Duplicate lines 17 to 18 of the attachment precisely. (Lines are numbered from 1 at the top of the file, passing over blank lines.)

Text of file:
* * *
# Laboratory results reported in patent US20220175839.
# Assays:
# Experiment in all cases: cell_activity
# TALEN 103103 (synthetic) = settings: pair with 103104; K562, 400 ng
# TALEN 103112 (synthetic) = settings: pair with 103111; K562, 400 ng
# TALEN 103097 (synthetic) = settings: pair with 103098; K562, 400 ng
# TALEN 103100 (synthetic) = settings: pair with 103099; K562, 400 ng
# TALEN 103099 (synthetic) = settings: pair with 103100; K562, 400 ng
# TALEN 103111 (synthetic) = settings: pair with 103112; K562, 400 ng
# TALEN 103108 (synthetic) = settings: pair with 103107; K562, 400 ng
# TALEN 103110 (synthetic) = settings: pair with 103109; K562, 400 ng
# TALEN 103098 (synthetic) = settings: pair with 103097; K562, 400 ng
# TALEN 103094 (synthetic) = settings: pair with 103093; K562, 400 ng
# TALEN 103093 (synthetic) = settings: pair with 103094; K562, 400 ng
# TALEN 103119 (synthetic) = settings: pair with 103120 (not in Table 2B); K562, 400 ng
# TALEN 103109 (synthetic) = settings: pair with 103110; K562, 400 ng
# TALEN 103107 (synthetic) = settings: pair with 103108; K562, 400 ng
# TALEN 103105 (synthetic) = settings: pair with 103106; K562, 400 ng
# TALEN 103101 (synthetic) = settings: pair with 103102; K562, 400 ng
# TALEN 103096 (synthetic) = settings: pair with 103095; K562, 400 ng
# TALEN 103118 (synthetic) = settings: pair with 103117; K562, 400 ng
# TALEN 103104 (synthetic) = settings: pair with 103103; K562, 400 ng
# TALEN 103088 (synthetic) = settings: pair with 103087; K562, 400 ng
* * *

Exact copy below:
# TALEN 103107 (synthetic) = settings: pair with 103108; K562, 400 ng
# TALEN 103105 (synthetic) = settings: pair with 103106; K562, 400 ng